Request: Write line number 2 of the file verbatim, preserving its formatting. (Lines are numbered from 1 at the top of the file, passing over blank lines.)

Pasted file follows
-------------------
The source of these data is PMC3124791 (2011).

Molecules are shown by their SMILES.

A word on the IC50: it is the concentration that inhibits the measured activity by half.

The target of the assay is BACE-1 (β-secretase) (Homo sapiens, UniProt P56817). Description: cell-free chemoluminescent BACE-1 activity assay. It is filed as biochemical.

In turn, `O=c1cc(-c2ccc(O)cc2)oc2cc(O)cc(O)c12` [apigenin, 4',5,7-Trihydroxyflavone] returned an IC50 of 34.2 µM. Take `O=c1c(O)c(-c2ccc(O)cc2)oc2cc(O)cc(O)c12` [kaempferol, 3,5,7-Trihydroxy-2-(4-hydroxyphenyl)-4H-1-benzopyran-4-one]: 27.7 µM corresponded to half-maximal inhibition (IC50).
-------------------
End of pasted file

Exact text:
Molecules are shown by their SMILES.